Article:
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Five Things I Couldn’t Live Without In Our Off-Grid Kitchen

Moving off-grid can seem like this quaint little experiment where you lay in meadows of wildflowers during sunny afternoons and play with kittens all day. Although that doesn’t really happen, there are more benefits to the lifestyle than one can imagine.

There is also a lot of work to be done. Just feeding our family three meals per day, cleaning up from that, and keeping up with laundry and basic homeschooling can fill 12 hours of my day.

Which is why knowing what is useful and what is not is extremely important. There are things we brought with us that I almost never use and others that I am not sure how we would manage without.

So I thought I’d share a list of the top five things that I have used nearly every day since we moved off-grid. These tools have come in handy for this survival phase of homesteading when daily life is chaotic and feeding your family is more utilitarian than gourmet.

Berkey Water Filter.

This is at the top of my list as it is our source for clean drinking water – even more important than food! We have had one for years, but only now is it imperative to our survival. Before we arrived to our land we set up a water catchment system and soon after arriving the Berkey was set up to filter our drinking and cooking water. It is the best water filter that I know of and is a workhorse in our home. (You can find one here.)

Cast-Iron Skillets.

I loved these guys when we I used an electric stove in an on-grid kitchen. I am so glad I ditched my stainless steel skillets for cast-iron! Not only are they non-stick, if seasoned right, without all of the nasty chemicals, but they also clean up super easy and work really well on a cast-iron wood stove. A must for every kitchen! (I use this 12″ American made skillet.)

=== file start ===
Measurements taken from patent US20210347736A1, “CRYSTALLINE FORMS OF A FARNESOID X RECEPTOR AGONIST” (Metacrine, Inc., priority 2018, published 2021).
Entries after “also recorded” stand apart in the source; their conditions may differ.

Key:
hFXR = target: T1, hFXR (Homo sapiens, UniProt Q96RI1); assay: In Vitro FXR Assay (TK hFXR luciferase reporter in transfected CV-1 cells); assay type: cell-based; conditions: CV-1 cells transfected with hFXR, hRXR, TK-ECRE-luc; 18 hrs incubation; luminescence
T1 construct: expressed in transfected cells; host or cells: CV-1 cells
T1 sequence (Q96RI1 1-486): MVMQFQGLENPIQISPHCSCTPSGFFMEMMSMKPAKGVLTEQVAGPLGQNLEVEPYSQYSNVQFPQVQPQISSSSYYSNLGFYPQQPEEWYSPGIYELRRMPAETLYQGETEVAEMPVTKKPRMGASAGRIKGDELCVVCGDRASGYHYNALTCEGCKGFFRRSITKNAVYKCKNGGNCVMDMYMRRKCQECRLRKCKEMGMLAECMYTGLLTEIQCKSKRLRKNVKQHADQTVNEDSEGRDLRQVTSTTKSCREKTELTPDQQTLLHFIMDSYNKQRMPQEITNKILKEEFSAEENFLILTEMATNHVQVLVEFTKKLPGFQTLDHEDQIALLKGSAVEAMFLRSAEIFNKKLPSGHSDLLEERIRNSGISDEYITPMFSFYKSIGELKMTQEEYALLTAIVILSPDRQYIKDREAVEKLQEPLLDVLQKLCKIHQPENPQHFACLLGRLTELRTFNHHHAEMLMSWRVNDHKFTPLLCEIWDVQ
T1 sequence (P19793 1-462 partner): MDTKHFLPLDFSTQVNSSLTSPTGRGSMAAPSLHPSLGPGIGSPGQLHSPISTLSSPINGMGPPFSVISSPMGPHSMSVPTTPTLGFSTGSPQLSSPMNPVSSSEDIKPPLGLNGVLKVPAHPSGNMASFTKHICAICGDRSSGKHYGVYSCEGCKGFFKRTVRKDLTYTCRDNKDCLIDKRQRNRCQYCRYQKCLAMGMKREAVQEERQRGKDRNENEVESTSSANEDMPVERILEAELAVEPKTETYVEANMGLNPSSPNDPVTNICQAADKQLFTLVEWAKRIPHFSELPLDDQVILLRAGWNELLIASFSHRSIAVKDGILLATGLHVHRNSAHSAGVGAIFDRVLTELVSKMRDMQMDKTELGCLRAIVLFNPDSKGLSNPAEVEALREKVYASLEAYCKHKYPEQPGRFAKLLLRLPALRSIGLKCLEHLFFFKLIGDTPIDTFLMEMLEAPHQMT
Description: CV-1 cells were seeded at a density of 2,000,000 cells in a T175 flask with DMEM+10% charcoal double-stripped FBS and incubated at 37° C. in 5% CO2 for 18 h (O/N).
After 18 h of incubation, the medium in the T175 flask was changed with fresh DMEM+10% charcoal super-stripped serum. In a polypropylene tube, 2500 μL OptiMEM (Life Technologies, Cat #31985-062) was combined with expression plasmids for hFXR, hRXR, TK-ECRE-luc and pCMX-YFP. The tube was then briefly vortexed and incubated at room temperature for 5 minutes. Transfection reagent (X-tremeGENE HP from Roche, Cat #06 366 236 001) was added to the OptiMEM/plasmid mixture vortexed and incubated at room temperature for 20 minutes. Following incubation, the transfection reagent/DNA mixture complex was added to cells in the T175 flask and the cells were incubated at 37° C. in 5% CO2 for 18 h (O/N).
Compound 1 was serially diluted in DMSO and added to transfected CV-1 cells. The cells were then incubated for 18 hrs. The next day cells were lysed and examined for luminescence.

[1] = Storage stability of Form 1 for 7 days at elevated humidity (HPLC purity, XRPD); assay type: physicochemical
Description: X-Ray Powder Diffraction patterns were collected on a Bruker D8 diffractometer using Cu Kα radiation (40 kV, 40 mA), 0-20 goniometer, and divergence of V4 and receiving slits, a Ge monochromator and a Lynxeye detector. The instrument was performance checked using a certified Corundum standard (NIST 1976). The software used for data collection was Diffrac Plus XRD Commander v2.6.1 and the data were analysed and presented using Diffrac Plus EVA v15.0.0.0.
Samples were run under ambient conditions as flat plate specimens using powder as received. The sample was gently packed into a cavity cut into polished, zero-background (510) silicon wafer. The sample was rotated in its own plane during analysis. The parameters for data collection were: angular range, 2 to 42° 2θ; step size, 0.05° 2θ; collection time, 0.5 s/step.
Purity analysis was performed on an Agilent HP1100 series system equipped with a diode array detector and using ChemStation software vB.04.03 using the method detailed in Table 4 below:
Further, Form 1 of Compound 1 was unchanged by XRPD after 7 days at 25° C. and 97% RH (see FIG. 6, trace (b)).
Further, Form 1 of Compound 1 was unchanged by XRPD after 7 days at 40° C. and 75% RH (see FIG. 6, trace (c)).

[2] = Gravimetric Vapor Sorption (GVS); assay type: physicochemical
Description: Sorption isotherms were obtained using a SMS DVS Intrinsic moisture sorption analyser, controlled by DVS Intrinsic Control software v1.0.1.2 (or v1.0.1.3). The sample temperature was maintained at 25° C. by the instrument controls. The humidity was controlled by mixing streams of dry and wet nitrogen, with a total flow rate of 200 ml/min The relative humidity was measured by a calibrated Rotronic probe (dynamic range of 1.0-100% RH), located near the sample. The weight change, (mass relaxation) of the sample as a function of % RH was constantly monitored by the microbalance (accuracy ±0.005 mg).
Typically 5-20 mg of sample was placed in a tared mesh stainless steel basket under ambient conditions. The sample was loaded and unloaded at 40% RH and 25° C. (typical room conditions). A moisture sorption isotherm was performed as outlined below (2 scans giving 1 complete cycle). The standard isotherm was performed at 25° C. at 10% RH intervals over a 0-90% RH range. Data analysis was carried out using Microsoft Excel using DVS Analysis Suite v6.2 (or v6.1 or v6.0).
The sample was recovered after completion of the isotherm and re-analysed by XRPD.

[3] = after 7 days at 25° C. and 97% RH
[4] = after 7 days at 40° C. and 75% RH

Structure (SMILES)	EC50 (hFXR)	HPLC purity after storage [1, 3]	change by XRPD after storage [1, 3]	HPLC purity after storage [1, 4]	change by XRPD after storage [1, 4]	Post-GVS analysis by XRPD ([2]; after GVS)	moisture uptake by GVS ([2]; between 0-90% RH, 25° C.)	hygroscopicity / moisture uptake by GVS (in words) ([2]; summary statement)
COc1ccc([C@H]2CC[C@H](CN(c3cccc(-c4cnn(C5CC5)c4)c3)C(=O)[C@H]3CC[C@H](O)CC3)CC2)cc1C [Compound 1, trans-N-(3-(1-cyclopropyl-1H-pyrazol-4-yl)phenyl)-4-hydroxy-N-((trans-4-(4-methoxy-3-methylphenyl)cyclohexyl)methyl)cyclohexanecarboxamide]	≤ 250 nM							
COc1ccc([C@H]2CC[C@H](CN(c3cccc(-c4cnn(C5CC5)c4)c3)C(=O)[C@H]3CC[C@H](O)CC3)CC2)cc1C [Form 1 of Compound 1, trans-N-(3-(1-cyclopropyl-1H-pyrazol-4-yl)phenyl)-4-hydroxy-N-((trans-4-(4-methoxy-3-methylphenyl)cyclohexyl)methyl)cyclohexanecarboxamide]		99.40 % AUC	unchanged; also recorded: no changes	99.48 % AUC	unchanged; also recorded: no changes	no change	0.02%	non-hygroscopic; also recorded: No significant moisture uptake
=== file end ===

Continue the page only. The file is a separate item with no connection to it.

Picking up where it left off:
Stainless Steel Bowl/Plates.

Before our move I gave away our nice, very breakable, dishes. We needed as few things as possible taking up space in our move and then needed multitasking dishware when we first arrived so that we could get our domestic infrastructure set up. These stainless steel bowl plates worked perfectly as either bowl or plate. We bought just eight of them and only now am I considering buying more dishes. (These are the ones we purchased.)

Small Cutting Board.

Every cutting board I have ever owned and loved has been at least 1.5 feet long and 1 foot wide. Before we moved I bought a very small, handled cutting board. I didn’t even buy it specifically because of our off-grid move, but I am so glad now to have it. When you are washing dishes in dishpans or a small camper-style sink, getting out that huge cutting board is just demoralizing. (This little guy has been so helpful.)

Quart Jars and a Food Funnel.

I actually parted with quite a few jars before we left, but the ones we kept have come in very handy – and not for canning. We use them for drinking, because they are sturdy. I use them to store leftovers, using the food funnel for ease of pouring. We use them to store our silverware in since we don’t have a drawer with a silverware divider. They are so multifunctional and sturdy that I am not entirely sure what our kitchen would look like without them.